|Another take on Pandemonium
||[Jun. 1st, 2010|12:58 pm]
John Constantine: Hellblazer
Originally I added this to the comments in hohaiyee's post, but then I figured, Ahhhh, heck, might as well post it out here.
Anyway, returning to this because I finally grabbed Pandemonium during my monthly pilgrimage to ye olde comic shop, and I find I agree with hohaiyee on some points but not on others.
I didn't feel that the writing lacked life. The narration felt very noir--cynical, spiritually battered, even cruel, but blackly vital, despite John's running commentary on his own "maturity." (Which is sort of funny because oh, John, you're so not. And you know it.)
The tremendous sense of deadness (IMO) came from the art, which I agree was just grueling. When he faces Nergal, however, I notice suddenly he's standing straight and tall, and when his head goes down it's only because he's looking at people sidewise. Also I noticed that this interlude is the only point in the book where any real, vibrant color is present. It's almost as if Hell is more real and alive than the real world. And isn't that a despressing thought.
For that matter the plot had a similar effect, though it's Hellblazer so what should I expect there? Humanity is disempowered even from our own violence in this story, both by supernatural powers and by bureaucrats so aloof and autocratic that they come off almost as supernatural themselves. I'm left with a vision of your average person as a puppet or a game piece in the schemes of the mighty, not just the soldiers but John and the woman as well. I imagine this is the point; Delano makes it pretty clear that nothing really changes when it comes to power, and everything he was commenting on in his original run during the Thatcher years is still right there (including the cameras; the surveillance state began to become an issue under her administration), and still the same flavor of bleak.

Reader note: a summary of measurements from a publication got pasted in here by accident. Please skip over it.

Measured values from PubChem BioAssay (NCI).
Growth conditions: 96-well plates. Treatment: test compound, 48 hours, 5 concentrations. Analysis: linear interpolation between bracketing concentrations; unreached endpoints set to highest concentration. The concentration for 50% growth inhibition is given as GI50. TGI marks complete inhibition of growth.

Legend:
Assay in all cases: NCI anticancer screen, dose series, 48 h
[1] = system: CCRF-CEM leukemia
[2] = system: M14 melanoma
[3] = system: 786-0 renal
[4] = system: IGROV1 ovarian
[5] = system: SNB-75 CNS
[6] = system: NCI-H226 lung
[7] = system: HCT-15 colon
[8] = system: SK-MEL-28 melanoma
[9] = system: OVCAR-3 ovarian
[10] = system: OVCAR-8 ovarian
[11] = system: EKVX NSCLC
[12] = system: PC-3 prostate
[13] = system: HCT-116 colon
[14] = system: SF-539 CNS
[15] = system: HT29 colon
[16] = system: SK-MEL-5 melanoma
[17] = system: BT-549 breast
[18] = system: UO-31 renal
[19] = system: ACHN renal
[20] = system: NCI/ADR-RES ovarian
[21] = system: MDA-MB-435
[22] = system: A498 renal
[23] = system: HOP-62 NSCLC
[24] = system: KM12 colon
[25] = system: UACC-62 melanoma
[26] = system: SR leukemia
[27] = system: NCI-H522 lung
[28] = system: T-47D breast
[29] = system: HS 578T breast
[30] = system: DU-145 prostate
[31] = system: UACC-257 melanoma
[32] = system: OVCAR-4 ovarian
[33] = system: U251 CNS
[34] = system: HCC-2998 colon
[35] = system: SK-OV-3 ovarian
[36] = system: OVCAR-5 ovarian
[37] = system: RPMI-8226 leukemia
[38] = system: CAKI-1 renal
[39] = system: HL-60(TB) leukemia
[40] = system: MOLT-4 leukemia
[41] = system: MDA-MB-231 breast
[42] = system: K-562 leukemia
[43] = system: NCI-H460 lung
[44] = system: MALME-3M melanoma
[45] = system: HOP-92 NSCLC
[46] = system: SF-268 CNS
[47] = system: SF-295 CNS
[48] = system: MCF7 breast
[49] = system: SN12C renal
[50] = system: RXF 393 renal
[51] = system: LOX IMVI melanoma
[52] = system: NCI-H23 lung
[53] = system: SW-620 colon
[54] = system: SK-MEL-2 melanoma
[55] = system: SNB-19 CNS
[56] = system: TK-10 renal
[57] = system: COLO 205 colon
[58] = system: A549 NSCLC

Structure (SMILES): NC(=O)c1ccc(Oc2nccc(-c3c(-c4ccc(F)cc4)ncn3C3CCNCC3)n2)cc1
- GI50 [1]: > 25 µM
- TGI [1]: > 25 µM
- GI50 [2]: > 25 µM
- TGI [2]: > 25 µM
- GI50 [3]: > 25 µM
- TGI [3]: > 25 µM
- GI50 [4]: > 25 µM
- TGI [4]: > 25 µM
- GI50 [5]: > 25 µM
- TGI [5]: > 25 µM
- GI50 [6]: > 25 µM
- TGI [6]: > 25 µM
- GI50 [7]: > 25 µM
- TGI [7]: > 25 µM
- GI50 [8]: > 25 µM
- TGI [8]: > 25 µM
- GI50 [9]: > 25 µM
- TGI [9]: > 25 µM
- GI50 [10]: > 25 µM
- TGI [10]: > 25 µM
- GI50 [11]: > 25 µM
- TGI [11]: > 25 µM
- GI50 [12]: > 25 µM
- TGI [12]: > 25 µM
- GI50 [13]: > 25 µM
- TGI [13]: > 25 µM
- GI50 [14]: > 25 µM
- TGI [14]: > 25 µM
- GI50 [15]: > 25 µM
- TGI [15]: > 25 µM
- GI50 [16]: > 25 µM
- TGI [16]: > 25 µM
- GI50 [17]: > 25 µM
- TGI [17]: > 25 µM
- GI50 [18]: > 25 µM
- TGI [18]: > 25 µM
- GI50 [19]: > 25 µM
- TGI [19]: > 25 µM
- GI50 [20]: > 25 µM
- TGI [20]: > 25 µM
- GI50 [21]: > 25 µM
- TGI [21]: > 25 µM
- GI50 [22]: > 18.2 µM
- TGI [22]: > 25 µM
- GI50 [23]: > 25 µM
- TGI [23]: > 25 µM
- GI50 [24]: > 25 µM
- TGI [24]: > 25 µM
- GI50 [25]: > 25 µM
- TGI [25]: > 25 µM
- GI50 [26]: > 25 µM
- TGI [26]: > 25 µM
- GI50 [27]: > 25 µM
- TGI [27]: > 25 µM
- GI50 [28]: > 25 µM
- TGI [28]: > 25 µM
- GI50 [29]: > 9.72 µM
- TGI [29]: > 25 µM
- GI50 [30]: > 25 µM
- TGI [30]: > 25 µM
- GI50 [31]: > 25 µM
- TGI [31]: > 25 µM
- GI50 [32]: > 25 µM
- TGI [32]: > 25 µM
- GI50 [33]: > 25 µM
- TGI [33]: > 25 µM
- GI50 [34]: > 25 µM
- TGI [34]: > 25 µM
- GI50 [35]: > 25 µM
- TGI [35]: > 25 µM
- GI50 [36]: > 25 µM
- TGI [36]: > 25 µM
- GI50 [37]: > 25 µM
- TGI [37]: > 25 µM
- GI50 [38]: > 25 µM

But the art is still horrible and lifeless.
ETA: Oh, hey, I was going to end it there, but something just occurred to me. Until now I was thinking that Pandemonium really didn't bring anything to John's character other than "Hey, look at him getting old these days." But now that I think of it, seeing Delano on Hellblazer again made me realize that John's response to all this is significantly nastier than I think it would've been back in the early days. I've been rereading some favorite Hellblazer arcs since the finale of Supernatural put me in the mood (*cough*), and it hadn't struck me till now, with this chance to directly compare Delano's original interpretation of John with this older, more experienced version, how much John has hardened. I mean, he was never a nice guy, but back then he hesitated to put a gun to a serial killer's head and pull the trigger. Now, despite his enduring distaste for hands-on violence, I doubt he'd balk much at the same situation. Discuss?